Today, my six-year-old son isn't having this sofa crap, he's completely enwrapped in Doctor Who. He's a Tennant-fan (fairly obviously!) but likes to play games of imagination featuring his favourite Bad Guys. Daleks and Cyberman dominate - but he and I both are tranfixed by a more up-to-date Nasty...

The latest releases for Titan Merchandise, both these characters are now available as 8" maxi-busts, with the kind of high-quality sculpting that makes me wish I didn't have two left hands.

Though they do make me think... what would happen if they ever actually met...

Monday, 7 February 2011

The SFX Weekender

The second SFX Weekender – the second visit to Camber Sands – and this time you know what to expect…

Yes, the Mouth of Hell.

You know you’re in the middle of nowhere, scoured to the bone by wind and sand. You know your teeth will be chattering as you run to and from your tiny chalet, lost in the nightmare maze of concrete walkways. You know to pack your towel, your sleeping bag, everything you’ll need for a weekend’s indoor camping. Just like you know the carpet in the Main Void will stink from years of liquid abuse, and the velour on the benches in the pub will be worn to a shine by generations of drinkers’ bums…

But hey, you go – because you also know that you’ll have a fantastic weekend.

Favourite moments include the steampunk costumes of the actuator girls, the new take on an old act done by the eerily bendy Chris Cross, Dan Abnett allowing himself to be strangled, and Titan the Robot (of course). Craig Charles spun a spectacular set, Terry Pratchett was greeted by a cheer that raised the roof (‘never give up, never surrender’) and I met my son's favourite canine celebrity.

Props go to the publicists, authors and artists who supported the utterly loopy signing schedule at the FP table – and the space we had to host it in. I’ve never had to contortion six names into a three-foot gap before (and, please, I’ll never have to do it again). Likewise props to the unnamed security guard who let us escape on the Friday night after nearly eleven hours on our feet – and to those who blessed us by bringing much-needed humour and beer.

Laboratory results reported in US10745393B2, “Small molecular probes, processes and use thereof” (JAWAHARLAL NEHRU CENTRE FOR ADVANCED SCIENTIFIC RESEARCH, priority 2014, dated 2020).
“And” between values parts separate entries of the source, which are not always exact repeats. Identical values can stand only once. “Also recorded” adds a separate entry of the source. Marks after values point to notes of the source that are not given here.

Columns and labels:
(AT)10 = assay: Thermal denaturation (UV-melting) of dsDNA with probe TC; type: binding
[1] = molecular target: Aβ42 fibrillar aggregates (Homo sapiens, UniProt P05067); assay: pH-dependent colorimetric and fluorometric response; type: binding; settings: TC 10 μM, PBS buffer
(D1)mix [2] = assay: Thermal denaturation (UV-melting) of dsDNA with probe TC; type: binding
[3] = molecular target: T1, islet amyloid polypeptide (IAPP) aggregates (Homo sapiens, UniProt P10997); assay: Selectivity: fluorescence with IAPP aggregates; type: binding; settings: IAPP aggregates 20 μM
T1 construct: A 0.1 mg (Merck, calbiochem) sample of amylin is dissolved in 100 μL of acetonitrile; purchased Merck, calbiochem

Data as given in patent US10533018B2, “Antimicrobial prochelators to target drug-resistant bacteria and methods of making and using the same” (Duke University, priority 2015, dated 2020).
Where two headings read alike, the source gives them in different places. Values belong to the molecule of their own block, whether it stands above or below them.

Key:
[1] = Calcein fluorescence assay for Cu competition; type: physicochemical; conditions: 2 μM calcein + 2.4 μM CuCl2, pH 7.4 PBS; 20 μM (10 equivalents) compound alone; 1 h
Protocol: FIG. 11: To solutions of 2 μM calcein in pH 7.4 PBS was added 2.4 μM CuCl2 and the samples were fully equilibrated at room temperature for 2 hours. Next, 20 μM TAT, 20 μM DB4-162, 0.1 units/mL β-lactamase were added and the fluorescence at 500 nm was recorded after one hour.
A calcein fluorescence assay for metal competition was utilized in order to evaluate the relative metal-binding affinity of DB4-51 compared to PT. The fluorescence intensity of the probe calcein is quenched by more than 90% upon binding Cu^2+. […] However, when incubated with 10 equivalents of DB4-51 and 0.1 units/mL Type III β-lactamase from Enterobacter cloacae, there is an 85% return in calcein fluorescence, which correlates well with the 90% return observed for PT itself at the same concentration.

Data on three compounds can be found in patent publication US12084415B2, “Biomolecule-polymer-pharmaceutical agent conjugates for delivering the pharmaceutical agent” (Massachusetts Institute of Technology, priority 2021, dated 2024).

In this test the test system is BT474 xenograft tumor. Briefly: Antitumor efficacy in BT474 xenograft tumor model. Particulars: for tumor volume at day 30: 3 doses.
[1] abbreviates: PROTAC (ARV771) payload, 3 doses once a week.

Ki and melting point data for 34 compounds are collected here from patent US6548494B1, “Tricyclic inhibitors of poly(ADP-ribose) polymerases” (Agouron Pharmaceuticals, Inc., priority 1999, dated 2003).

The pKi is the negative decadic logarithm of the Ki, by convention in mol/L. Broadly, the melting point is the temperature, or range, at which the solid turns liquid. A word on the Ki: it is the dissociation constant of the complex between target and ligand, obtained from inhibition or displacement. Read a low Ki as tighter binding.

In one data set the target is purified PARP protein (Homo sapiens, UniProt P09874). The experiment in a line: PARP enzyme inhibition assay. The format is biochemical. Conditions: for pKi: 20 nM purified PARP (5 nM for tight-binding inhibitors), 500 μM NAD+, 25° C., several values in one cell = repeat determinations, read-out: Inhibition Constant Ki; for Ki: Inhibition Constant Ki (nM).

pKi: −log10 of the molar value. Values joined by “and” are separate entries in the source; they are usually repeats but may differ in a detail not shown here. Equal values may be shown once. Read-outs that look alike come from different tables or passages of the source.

Oh, and to those who asked? Yes, my head did fit into the saucepan.

Black Library publicist Andy described the weekend as ‘The Land That Time Forgot’, amused by the irony of the situation. Here we are, he said, science fiction readers and watchers and fans, looking to the future, and we’re stuck in something out of a 1950’s timewarp. Horror author Wayne Simmons observed that same irony as he talked about the progressive nature of the event – blending books and toys and comics and signings and music and panels and cabaret into something new that kicks down the doors of ‘fandom’.

Last year, the whole ‘chalet’ experience added to the event – giving a strong sense of ‘surviving disaster’ team spirit. This year, that legend became a Branding-point, with teasing tweets and wind-up conversations bringing anticipation and laughs of horror. Knowing what to expect, we all got into the spirit of things, swapping tales of terror from our scrotty, student-level digs.

Yes, I had to wash my hair in a saucepan – but it’s exactly that experience that turns the whole weekend into one long festival – a celebration of geekery in all its forms.

Well done, SFX!